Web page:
Description Norwegian Lundehund
Intelligent, Alert, Energetic
The rare Norwegian Lundehund is one of Norway’s oldest dog breeds. It has an exceptional anatomy: this breed has at least six toes per paw! This makes it particularly good for climbing steep slopes. He needed this ability for his original job – hunting puffins.FCI Group: Spitz – Primitive type dogs
- Size: Small
- Weight: 6-7kg
- Life expectancy: 12-14 years
- Coat type: short hair
- Colors: White, reddish brown to tawny with black hair tips, black or gray with white markings, white with dark markings
Character Norwegian Lundehund
The Norwegian Lundehund was originally bred as a hunting dog . This makes it an energetic dog breed that needs a lot of exercise. Because this quadruped was bred to hunt independently of humans, it is very independent . He will never want to submit completely to his owner. Nonetheless, he is a friendly, playful dog .
In its homeland, this dog is often kept in rural areas as a guard and companion dog . It draws attention to danger by barking and tends to bark . This four-legged friend is also suitable as a family dog , as it gets along well with children. The Norwegian Lundehund is initially reserved towards strangers. However, he generally gets along well with his peers.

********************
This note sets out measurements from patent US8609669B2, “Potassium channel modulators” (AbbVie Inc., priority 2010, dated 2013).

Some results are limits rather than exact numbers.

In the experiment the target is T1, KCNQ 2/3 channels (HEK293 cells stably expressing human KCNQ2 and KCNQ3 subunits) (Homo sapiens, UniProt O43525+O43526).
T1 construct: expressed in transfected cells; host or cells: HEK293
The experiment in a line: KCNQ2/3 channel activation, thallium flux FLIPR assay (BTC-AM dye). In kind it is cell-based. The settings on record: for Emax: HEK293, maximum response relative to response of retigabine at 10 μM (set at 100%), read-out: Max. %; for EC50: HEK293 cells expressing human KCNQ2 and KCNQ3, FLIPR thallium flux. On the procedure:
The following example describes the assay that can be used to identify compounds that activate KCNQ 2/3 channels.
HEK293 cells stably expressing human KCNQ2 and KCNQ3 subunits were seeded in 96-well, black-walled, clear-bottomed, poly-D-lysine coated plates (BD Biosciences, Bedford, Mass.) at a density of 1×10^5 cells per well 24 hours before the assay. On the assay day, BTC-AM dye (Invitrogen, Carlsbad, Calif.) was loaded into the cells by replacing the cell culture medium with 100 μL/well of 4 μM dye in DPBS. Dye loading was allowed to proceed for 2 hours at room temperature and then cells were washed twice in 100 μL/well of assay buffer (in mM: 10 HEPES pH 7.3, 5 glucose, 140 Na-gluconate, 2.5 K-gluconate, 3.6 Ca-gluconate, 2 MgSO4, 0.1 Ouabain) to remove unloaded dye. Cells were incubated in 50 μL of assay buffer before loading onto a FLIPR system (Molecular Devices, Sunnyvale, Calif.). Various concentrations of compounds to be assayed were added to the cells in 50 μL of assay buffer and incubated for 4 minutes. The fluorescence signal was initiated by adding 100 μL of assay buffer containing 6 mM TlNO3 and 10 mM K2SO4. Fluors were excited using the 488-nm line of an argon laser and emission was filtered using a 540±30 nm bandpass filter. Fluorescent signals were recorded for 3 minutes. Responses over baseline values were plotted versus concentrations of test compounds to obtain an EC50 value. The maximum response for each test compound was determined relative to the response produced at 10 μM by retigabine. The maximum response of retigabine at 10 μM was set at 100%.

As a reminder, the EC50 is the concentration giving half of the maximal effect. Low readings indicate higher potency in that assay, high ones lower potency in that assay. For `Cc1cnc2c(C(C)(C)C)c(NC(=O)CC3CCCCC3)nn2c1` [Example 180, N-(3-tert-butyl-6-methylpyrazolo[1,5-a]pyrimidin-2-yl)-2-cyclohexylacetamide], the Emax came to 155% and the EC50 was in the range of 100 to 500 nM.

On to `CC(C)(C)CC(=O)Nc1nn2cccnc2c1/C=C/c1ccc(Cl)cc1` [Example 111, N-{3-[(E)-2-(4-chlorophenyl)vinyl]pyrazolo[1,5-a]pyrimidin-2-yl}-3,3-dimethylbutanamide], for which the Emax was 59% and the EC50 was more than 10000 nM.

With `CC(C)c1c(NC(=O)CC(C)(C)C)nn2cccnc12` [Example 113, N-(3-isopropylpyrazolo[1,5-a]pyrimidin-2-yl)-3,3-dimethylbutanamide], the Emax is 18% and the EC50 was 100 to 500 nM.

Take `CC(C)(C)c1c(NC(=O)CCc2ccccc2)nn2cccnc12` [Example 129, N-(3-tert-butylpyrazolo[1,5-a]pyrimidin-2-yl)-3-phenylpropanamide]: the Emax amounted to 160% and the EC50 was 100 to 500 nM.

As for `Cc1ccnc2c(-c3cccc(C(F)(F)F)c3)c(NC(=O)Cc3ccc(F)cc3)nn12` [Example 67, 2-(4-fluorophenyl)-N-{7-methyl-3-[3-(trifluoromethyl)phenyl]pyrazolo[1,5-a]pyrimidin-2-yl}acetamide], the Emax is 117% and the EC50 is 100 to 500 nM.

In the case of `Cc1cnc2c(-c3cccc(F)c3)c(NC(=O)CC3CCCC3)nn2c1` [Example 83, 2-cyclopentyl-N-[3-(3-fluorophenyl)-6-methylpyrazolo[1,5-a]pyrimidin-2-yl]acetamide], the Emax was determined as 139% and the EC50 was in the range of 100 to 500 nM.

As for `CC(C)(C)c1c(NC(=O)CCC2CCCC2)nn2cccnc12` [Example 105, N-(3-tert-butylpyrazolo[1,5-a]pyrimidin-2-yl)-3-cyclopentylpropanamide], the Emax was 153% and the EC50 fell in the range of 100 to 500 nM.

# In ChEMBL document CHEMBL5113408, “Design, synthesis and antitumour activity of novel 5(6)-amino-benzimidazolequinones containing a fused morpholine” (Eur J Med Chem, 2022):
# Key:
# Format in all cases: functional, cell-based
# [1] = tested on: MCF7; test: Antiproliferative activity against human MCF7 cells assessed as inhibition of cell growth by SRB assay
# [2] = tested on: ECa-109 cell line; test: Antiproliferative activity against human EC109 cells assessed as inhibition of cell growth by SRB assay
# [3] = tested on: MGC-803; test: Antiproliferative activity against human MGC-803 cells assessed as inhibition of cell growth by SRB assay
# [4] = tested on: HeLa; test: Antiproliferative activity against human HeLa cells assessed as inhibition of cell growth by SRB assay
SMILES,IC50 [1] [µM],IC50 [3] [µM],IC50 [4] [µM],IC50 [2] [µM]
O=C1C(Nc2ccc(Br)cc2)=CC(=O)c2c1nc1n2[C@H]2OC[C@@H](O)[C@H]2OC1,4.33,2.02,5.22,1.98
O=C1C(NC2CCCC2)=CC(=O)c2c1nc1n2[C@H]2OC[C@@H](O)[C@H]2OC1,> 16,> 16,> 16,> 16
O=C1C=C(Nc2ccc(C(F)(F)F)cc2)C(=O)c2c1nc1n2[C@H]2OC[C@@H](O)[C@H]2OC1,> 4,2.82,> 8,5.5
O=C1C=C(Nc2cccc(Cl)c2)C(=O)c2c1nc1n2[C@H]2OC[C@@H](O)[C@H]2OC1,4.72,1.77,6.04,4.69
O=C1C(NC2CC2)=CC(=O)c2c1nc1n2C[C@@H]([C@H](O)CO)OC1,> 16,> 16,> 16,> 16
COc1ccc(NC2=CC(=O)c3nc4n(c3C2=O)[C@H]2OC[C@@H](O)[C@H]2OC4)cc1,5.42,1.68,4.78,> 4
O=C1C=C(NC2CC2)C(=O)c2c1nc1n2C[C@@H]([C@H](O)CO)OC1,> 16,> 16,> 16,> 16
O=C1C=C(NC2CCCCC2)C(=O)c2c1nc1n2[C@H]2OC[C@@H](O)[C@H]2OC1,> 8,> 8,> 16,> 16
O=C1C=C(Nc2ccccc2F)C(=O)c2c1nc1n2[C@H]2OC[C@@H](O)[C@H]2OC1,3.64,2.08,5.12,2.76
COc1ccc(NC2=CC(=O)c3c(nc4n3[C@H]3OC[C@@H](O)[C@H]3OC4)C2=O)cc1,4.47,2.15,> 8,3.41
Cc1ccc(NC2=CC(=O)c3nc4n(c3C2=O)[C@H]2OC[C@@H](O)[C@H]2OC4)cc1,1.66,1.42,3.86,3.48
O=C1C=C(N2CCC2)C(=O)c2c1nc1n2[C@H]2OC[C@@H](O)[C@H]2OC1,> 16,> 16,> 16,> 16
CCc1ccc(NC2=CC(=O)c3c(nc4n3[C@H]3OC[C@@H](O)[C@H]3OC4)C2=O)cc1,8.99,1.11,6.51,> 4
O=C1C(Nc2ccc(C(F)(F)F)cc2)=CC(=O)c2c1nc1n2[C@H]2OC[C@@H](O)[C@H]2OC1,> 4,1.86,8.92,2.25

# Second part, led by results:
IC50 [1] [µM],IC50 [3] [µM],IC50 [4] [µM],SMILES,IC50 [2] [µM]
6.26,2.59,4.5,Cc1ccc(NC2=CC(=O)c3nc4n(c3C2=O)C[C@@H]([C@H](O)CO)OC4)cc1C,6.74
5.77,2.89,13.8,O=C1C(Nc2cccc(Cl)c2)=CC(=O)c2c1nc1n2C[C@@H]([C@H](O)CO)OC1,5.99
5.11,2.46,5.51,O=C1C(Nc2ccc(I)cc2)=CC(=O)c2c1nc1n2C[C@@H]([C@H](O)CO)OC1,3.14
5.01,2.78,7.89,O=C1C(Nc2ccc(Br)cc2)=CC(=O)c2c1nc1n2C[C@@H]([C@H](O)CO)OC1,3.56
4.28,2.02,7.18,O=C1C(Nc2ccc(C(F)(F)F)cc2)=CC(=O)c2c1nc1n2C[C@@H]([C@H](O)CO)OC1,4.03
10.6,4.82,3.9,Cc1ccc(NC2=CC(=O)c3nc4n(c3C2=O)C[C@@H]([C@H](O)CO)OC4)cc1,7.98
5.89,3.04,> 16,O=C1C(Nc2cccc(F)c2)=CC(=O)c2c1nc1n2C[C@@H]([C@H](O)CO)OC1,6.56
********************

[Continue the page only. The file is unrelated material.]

Among connoisseurs of the breed, the Norwegian Lundehund is considered shy. A close bond with your human is not only beneficial for the training, but absolutely necessary. This is the only way he can be brought up well, instead of having to decide for himself what to do and when.
The Norwegian Lundehund possesses a unique anatomy that has enabled it to perform its former duties as a hunting dog. These include its special paws, which have at least 6 fully developed claws and 8 pads per paw .
He can also turn his legs 90° to the side . This allows the dogs to reach the hard-to-reach puffin nesting holes.
Some Norwegian Lundehunds also lack molars , which made them better at transporting their prey. This particular four-legged friend can fold his ears shut to prevent water getting into his ears while diving. This supports its high affinity for water.